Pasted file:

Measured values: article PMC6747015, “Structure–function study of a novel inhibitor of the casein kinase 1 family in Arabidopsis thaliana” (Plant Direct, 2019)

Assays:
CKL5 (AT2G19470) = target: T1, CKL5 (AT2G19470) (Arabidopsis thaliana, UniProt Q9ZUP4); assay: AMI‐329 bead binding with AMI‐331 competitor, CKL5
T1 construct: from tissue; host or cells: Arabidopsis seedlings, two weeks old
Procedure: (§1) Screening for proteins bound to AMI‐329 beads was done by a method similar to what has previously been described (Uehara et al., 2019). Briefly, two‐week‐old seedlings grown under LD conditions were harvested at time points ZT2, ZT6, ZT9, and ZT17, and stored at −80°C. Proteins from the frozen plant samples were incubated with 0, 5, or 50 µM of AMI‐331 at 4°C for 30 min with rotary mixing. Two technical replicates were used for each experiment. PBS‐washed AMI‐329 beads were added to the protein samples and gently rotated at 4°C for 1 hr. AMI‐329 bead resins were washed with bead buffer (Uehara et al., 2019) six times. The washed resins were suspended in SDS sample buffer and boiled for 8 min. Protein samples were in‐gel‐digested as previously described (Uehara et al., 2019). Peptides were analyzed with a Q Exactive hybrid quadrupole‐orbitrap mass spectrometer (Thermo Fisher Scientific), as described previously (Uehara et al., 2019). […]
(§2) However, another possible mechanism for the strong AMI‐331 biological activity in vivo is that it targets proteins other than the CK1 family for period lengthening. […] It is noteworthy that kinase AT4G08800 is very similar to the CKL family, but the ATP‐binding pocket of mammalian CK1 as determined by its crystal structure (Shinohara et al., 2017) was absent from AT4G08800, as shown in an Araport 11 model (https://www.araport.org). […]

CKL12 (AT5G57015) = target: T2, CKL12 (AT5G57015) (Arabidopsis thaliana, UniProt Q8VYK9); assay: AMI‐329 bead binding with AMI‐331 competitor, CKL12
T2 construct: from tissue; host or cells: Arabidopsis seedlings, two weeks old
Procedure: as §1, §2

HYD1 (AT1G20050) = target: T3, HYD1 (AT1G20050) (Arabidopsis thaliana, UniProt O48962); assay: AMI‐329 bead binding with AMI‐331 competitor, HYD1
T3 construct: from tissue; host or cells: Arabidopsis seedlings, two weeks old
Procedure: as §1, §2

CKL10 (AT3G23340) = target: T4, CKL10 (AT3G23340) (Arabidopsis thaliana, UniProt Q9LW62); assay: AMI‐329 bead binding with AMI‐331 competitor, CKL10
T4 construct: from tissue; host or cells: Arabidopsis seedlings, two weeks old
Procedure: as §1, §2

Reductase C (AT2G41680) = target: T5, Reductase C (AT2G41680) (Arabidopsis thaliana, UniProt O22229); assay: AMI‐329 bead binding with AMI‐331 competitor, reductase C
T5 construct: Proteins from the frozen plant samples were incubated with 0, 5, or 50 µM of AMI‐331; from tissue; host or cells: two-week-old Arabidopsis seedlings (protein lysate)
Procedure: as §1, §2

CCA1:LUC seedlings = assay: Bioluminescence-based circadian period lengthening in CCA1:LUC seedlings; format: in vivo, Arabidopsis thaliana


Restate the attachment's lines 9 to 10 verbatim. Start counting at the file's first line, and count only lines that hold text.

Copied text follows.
Procedure: as §1, §2

HYD1 (AT1G20050) = target: T3, HYD1 (AT1G20050) (Arabidopsis thaliana, UniProt O48962); assay: AMI‐329 bead binding with AMI‐331 competitor, HYD1